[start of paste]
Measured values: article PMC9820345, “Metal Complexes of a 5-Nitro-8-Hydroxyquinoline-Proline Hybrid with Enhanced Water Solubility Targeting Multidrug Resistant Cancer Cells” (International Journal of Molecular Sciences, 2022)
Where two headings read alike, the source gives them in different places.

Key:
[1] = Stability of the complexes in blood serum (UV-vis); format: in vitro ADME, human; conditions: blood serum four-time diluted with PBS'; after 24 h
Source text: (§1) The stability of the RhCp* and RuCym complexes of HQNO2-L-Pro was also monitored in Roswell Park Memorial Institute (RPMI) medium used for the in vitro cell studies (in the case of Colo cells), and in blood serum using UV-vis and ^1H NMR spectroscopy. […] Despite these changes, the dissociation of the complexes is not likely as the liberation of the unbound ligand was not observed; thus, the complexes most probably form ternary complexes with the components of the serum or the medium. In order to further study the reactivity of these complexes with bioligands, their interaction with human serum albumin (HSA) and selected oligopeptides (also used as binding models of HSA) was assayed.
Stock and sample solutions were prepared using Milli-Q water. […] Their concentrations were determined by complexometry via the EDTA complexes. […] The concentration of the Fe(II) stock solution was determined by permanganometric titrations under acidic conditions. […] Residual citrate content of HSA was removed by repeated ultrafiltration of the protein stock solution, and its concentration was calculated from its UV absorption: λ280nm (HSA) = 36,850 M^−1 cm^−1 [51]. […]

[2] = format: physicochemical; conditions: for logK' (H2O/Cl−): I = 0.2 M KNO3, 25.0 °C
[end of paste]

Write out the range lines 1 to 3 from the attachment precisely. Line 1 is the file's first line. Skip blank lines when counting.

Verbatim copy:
Measured values: article PMC9820345, “Metal Complexes of a 5-Nitro-8-Hydroxyquinoline-Proline Hybrid with Enhanced Water Solubility Targeting Multidrug Resistant Cancer Cells” (International Journal of Molecular Sciences, 2022)
Where two headings read alike, the source gives them in different places.

Key: